A reflecting climbing rose in a desert landscape.
A potted rose in a desert garden.

Spring is such a great time to enjoy our gardens. Each year, I am blown away by the roses I see in the desert—and this spring is no exception!

People who move to our challenging desert climate often remark that they cannot grow roses here, because it is too hot. Well, you can, and we do!

Above is a picture of a climbing rose on the west side of a pool. As the sun moves to the west, the base of the plant is shaded by the wall, cooling the roots and much of the plant. During the hot summer months, the rose will bloom less often, and the blossoms will lose some of their vibrancy, but the plant will survive—as long as it has plenty of water.

Roses do great in pots, too! They will not get as big, but the same principles described above apply. Try to give them some afternoon shade, and be sure they are watered deeply and regularly. Do not let them dry out.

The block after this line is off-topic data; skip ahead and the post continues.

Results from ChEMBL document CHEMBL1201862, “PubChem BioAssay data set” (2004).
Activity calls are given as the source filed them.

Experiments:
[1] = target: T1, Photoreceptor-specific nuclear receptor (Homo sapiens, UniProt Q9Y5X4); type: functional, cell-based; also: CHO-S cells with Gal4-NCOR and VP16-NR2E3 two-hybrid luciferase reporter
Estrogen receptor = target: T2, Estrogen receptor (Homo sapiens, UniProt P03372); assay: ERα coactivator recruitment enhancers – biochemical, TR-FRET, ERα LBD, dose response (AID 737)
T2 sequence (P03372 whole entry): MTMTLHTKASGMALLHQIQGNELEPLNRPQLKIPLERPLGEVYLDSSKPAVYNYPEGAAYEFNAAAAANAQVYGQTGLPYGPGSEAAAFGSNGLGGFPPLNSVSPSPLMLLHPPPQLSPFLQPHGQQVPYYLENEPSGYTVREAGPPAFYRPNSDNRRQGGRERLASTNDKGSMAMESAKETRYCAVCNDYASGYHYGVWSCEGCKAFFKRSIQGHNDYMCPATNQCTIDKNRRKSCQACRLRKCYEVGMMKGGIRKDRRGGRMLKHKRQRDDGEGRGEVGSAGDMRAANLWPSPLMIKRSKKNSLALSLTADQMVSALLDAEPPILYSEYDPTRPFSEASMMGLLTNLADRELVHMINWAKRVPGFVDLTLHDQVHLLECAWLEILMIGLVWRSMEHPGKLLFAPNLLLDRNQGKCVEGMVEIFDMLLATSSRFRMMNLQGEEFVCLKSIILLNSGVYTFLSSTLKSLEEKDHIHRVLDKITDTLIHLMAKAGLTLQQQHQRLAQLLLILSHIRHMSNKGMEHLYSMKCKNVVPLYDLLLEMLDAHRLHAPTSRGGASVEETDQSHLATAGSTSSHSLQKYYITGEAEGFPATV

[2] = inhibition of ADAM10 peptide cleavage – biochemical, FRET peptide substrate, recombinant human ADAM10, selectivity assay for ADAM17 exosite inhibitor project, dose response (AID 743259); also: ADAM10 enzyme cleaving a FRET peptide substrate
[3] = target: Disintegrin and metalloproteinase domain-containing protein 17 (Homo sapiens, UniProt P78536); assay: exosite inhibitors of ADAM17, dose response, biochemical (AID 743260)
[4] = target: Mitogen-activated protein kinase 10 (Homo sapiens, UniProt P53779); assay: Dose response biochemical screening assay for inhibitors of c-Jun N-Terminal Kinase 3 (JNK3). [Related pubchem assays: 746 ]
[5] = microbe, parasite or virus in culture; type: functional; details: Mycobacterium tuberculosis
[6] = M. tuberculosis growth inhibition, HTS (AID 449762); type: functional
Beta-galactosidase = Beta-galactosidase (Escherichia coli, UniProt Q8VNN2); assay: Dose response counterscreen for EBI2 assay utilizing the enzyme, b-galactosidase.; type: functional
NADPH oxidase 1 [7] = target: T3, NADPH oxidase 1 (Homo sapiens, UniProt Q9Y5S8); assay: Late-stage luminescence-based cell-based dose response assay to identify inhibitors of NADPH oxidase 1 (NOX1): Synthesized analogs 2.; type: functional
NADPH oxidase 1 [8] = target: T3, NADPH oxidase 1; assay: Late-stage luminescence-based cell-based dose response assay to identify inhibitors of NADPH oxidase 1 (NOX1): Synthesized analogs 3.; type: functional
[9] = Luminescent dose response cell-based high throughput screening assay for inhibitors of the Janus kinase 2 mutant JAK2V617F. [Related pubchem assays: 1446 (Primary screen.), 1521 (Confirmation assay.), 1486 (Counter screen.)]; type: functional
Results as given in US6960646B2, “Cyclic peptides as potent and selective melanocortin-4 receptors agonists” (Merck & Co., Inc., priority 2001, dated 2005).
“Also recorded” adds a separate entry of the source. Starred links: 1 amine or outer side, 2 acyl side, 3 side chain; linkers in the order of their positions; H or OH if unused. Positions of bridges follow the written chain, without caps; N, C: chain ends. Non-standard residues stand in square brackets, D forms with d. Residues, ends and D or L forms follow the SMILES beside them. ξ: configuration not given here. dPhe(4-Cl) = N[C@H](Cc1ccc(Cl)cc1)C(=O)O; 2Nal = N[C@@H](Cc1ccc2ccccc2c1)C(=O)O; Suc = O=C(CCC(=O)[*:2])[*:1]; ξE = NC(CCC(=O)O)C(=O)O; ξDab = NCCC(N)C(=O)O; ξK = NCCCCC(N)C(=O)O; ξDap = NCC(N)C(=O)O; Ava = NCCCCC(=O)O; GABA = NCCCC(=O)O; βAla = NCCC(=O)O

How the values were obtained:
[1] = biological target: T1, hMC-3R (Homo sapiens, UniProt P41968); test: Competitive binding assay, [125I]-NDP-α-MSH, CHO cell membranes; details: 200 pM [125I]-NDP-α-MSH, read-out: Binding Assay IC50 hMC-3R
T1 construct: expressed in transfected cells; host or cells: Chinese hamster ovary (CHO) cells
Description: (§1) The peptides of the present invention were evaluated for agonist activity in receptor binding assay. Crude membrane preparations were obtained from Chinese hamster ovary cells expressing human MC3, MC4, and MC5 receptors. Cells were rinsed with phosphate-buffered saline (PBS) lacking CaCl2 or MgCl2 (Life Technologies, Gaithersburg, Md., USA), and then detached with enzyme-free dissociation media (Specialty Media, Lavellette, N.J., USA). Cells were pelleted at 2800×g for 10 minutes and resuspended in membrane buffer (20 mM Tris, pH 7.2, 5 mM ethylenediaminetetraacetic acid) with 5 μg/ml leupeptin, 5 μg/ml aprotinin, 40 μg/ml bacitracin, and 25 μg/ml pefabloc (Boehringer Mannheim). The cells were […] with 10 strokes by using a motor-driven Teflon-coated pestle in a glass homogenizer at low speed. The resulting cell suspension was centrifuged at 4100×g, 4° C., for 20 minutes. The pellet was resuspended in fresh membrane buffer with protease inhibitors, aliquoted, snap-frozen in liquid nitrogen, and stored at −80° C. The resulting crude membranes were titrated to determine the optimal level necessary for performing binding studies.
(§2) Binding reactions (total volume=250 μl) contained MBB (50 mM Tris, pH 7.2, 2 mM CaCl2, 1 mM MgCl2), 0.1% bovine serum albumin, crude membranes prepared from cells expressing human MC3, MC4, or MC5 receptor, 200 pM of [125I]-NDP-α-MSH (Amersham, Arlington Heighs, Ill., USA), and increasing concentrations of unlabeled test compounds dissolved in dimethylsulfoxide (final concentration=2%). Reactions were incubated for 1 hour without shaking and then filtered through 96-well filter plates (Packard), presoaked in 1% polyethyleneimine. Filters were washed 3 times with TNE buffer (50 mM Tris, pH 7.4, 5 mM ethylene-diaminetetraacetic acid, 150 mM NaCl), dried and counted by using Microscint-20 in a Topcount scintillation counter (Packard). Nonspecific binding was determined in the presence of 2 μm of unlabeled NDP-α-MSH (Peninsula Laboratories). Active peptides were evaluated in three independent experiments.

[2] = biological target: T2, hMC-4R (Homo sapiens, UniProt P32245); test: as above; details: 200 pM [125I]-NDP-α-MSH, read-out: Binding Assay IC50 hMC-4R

This rose bush to the right has been in this pot for five years. The variety is outrageous, and it was not grafted on a more-desert-friendly root stock, so it stays small in stature, but it lives up to its name, as all it wants to do is bloom!

For instructions on how to prepare your rose gardens for the upcoming increase desert heat, check out next week’s column.

Marylee is the Desert’s Potted Garden Expert. Email her with comments or questions at potteddesert@gmail.com.